Swept Over: Ghosts of the Lower Falls
Excerpted from Spooky Yellowstone
Retold by S.E. Schlosser
Today the water drums of the Lower Falls in Yellowstone National Park beat strongly, just as they did back in 1870 when the story which became a legend first took place. In those days, a group of five militia men and their Crow guide who decided to explore the little known Canyon of the Yellowstone. The explorers penetrate deep into the canyon region, keeping an eye out for signs of gold while they explored.
On the morning of April 2, the expedition paused in the foothills to sink a hole into a likely spot, having seen promising signs of ore. When their Crow guide told them there was a small band of Native Americans he identified as Sheep Eaters were camped four miles upstream, they were not unduly distressed. They had plenty of advanced weaponry among them, enough to take on a small native band if it decided to attack.
That night, the Native American tribesmen ran off with the explorer’s pack horses. When the theft was discovered at daylight, the white men pursued the thieves into the precipitous mountains. The tribesmen had a four-hour head start on the explorers, but the white men were fewer in number and gained rapidly on their quarry.
After three hours of hard riding, the explorers came suddenly upon the tribe. They were crossing the river just above the Lower Falls aboard a hastily constructed raft of driftwood held together with thongs made of buckskin and buffalo robes. A circle of men sat with their weapons at the center of the unwieldy raft while the women paddled desperately for the opposite shore with wide pieces of bark. The stolen pack horses were swimming beside the raft, which was swept precariously downstream in spite of the rowers’ best efforts.
The watching explorers realized that the river current was too strong for the unwieldy craft. The paddlers were fighting a losing battle to reach the opposite bank. The horses had a better chance of success. Four of them were already climbing the bank on the far shore. Beside the explorers, the Crow guide calmly raised his rifle and fired at the retreating band. One of the braves gave a yell of pain, and an explorer cried, “For God’s sake, boys, don’t murder them—they are bound to go over the falls!”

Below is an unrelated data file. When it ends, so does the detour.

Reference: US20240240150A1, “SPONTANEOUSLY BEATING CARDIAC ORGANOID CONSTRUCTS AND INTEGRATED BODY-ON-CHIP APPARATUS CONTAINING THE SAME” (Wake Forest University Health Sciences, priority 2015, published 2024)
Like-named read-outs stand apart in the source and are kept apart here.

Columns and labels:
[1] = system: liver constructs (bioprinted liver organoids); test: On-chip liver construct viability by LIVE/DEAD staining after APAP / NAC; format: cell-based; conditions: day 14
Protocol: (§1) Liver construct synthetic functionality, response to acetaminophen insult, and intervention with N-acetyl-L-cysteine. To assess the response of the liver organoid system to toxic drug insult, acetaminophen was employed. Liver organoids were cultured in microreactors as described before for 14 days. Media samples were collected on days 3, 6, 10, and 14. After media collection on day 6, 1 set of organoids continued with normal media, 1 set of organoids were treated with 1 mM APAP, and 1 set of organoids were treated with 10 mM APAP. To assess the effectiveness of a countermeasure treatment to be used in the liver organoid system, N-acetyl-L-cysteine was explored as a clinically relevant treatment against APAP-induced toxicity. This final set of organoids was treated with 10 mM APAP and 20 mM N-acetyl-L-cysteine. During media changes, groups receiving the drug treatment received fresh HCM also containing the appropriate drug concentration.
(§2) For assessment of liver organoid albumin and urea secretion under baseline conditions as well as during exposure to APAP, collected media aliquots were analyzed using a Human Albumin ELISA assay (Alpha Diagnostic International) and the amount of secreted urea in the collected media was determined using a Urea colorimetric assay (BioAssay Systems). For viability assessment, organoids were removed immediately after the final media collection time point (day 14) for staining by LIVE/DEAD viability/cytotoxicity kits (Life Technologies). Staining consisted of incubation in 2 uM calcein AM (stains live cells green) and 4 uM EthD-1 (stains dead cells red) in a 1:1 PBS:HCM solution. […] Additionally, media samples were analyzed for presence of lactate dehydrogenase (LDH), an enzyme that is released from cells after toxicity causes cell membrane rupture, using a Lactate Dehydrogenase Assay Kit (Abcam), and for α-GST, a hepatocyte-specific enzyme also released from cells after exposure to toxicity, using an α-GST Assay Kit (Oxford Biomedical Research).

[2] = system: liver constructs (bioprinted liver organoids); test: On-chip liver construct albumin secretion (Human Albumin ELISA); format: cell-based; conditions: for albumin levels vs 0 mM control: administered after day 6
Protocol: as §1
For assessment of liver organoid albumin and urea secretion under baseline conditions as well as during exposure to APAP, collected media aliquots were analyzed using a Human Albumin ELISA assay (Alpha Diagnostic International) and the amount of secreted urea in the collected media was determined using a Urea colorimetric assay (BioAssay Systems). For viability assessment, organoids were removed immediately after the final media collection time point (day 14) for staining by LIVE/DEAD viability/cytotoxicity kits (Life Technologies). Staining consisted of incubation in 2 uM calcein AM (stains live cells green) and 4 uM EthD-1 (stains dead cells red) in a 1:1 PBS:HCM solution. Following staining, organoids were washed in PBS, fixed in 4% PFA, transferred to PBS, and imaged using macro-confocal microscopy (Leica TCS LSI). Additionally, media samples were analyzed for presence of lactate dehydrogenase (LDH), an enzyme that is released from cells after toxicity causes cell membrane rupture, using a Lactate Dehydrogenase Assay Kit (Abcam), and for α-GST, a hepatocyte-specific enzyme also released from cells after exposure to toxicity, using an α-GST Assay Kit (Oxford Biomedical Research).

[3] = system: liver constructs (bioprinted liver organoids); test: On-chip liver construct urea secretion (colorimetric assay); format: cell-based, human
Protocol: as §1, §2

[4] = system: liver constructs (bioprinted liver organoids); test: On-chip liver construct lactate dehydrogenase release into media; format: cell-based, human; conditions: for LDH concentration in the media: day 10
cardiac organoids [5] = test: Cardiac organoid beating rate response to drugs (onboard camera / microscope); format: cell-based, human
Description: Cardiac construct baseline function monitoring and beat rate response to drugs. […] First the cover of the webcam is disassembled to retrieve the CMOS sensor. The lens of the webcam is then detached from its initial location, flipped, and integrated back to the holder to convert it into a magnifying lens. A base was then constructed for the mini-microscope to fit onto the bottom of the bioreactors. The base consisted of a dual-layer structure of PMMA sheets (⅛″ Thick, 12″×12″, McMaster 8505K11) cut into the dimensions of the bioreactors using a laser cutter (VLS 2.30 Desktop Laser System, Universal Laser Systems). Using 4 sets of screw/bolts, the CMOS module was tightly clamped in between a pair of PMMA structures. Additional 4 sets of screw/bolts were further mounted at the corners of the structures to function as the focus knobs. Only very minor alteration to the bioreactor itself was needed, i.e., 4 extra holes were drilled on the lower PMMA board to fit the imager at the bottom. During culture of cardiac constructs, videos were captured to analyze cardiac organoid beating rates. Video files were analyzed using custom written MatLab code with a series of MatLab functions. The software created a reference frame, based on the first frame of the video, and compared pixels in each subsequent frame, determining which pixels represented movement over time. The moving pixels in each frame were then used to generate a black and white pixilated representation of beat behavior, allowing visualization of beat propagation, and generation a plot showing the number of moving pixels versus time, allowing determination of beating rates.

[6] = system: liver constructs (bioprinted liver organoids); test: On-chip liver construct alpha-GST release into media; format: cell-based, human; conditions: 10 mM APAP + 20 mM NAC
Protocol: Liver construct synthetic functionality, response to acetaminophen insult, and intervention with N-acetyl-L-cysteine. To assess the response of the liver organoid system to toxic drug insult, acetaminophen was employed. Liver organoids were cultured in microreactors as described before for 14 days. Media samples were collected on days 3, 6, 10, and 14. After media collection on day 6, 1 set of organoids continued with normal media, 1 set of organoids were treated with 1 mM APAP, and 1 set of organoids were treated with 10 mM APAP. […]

At that moment, the raft was caught in an eddy and sank an inch or two below the surface so that the men and women aboard her appeared to be sitting on top of the river like water spirits or the ancient gods. It was an eerie sight. The spell was broken when a brave fired an arrow through the arm of the Crow guide. With an angry yelp, the Crow guide fired again into their midst, wounding a second warrior. The explorers had to tie up their guide to prevent him from shooting more members of the doomed band.
The raft moved swiftly toward the edge, carrying the wailing women and the unmoving braves, who began chanting a soft death-song. The warriors gazed calmly toward the lip of the falls, where the water disappeared so abruptly with a roar like thunder. Their courage in the face of sure death silenced the watching explorers. One by one, the white men raised their hats in salute to the brave warriors below as the raft, still intact, sailed out over the lip of the falls and disappeared into the roaring white foam with its human cargo.In that heart-wrenching moment, two large eagles flew over the roaring mouth of the precipice, screaming their defiance as the water thundered like drums on the jagged rocks far below. It was a fitting tribute to the bravery of the dead tribesmen below. With many backward glances, the white explorers turned their horses away from the river and rode away.
To this day, people who stand on the platform at the brink of the Lower Falls of Yellowstone sometimes hear the voices of the chanting warriors singing their death song. And the river water sometimes flows with a red tinge, like that of blood.
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